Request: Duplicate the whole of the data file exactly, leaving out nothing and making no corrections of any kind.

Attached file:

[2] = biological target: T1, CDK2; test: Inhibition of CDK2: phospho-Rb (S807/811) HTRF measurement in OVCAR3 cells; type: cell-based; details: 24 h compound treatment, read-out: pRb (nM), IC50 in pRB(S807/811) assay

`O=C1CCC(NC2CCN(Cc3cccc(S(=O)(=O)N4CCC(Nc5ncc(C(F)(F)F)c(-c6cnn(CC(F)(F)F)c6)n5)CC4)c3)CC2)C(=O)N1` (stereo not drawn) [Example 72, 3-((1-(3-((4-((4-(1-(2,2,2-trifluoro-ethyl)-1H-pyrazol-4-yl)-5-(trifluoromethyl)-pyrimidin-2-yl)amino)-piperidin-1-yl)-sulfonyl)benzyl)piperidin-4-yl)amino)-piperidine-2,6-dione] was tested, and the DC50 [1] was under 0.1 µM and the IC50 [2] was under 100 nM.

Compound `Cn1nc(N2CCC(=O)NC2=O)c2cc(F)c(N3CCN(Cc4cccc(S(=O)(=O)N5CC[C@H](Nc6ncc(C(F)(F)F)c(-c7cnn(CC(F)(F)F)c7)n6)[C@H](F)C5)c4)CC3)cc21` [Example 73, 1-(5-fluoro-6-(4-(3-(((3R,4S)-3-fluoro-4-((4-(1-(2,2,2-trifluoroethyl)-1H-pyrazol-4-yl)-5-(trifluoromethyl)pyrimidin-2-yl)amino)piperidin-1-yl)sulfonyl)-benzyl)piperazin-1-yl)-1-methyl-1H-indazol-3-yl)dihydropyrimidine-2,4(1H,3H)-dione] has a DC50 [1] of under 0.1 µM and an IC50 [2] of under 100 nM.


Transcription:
[2] = biological target: T1, CDK2; test: Inhibition of CDK2: phospho-Rb (S807/811) HTRF measurement in OVCAR3 cells; type: cell-based; details: 24 h compound treatment, read-out: pRb (nM), IC50 in pRB(S807/811) assay

`O=C1CCC(NC2CCN(Cc3cccc(S(=O)(=O)N4CCC(Nc5ncc(C(F)(F)F)c(-c6cnn(CC(F)(F)F)c6)n5)CC4)c3)CC2)C(=O)N1` (stereo not drawn) [Example 72, 3-((1-(3-((4-((4-(1-(2,2,2-trifluoro-ethyl)-1H-pyrazol-4-yl)-5-(trifluoromethyl)-pyrimidin-2-yl)amino)-piperidin-1-yl)-sulfonyl)benzyl)piperidin-4-yl)amino)-piperidine-2,6-dione] was tested, and the DC50 [1] was under 0.1 µM and the IC50 [2] was under 100 nM.

Compound `Cn1nc(N2CCC(=O)NC2=O)c2cc(F)c(N3CCN(Cc4cccc(S(=O)(=O)N5CC[C@H](Nc6ncc(C(F)(F)F)c(-c7cnn(CC(F)(F)F)c7)n6)[C@H](F)C5)c4)CC3)cc21` [Example 73, 1-(5-fluoro-6-(4-(3-(((3R,4S)-3-fluoro-4-((4-(1-(2,2,2-trifluoroethyl)-1H-pyrazol-4-yl)-5-(trifluoromethyl)pyrimidin-2-yl)amino)piperidin-1-yl)sulfonyl)-benzyl)piperazin-1-yl)-1-methyl-1H-indazol-3-yl)dihydropyrimidine-2,4(1H,3H)-dione] has a DC50 [1] of under 0.1 µM and an IC50 [2] of under 100 nM.